Most gardeners love elephant ears as easy to grow tropical plants that have a big impact today on Southern Gardening.
There are two species commonly found in our Mississippi landscapes, Alocasia and Colocasia, and they’re both called elephant ears. But today we’re just going to look at Colocasia, which is also called taro. These all feature big leaves and big texture, but they’re not all green. In fact, there are Colocasia with black leaves. A couple of fantastic examples are Black Coral and Diamond Head. Diamond Head has jet black leaves that have a texture resembling corrugation. It is named after the volcanic cone on the Hawaiian island of Oahu, which makes sense because both the cone and plant are black and lustrous.
Black Coral has large glossy chocolaty black leaves with finely ruffled edges. It features huge, glossy black leaves with deep blue veins on jet black stems.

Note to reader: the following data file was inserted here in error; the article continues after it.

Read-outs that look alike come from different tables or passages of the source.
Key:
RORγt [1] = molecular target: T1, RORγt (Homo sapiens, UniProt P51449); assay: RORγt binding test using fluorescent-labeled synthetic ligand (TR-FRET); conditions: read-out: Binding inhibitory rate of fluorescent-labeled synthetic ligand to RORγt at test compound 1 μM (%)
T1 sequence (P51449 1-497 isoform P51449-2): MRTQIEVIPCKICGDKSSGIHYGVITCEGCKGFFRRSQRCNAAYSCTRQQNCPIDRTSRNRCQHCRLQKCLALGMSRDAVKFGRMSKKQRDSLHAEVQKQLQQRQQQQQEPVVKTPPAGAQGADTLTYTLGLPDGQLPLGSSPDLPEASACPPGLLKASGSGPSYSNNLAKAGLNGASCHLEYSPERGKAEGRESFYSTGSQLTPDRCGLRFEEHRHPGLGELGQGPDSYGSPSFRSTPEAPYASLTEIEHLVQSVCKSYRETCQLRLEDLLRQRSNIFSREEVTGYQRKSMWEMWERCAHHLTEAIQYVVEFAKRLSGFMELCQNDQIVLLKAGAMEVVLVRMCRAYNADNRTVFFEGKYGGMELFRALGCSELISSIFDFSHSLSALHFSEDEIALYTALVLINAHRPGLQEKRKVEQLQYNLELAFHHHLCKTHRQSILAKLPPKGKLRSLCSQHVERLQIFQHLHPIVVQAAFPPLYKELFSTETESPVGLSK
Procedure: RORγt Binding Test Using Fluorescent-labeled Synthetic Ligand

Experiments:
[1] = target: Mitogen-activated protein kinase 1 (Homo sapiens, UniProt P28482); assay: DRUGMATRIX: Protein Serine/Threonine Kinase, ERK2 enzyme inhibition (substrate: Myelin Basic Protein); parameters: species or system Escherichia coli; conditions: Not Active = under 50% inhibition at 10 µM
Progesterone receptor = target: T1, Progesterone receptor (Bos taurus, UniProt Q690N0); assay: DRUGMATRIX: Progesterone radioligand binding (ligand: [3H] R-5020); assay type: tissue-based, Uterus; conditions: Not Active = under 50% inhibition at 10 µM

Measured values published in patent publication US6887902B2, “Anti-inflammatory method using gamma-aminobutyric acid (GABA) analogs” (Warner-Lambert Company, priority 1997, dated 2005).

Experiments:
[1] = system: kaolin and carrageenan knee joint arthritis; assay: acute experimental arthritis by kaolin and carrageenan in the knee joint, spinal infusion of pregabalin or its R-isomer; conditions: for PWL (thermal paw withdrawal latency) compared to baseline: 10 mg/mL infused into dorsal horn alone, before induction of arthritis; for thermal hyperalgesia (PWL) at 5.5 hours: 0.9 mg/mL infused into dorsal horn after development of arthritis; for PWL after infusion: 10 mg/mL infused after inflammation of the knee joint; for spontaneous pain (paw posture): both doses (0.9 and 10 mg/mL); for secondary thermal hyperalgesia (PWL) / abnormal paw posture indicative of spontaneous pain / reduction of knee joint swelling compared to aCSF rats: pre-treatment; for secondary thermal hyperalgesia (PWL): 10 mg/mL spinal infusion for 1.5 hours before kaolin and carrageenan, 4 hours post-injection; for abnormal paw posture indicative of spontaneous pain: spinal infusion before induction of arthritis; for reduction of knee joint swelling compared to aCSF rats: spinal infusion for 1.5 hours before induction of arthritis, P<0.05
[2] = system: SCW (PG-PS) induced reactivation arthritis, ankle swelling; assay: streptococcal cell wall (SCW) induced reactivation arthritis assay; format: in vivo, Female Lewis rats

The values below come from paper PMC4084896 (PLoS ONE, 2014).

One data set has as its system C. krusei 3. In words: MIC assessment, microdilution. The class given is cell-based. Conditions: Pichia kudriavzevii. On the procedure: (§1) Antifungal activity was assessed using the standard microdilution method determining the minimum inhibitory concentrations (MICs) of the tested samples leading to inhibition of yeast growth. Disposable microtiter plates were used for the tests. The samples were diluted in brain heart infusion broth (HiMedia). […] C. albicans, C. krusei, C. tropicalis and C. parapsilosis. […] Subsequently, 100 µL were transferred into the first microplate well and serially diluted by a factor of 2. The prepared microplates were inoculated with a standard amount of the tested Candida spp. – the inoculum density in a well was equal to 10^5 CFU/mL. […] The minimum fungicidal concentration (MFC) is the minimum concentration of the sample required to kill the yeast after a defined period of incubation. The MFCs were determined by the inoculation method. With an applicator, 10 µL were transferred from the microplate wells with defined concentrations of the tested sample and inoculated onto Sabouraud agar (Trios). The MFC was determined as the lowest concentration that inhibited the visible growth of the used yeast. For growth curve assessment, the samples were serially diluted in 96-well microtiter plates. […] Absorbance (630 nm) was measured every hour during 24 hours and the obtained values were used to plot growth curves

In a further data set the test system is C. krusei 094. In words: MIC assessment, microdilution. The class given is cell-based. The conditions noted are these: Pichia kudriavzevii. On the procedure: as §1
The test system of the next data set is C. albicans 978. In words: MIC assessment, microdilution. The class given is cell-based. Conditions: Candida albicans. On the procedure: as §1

The selection Blue Hawaii has large green leaves featuring prominent bluish-purple veins. The edges are undulating and the dark burgundy petioles are glossy.
Sometimes on a hot summer day, a cool mojito is refreshing. Colocasia Mojito adds a refreshing color splash to the garden with its medium green leaves speckled with dark flecks of purple. One of what I think is the prettiest of the Colocasia is Red Stem Taro. This plant has beautiful green leaves and bright red petioles. Colocasia can be readily identified because of the downward pointing foliage. Be sure to grow in the full sun and provide consistent soil moisture; in fact they can be grown in standing water.
Going to the tropics may not be possible, but we can think we live there with Colocasia in the garden. I’m horticulturist Gary Bachman for Southern Gardening.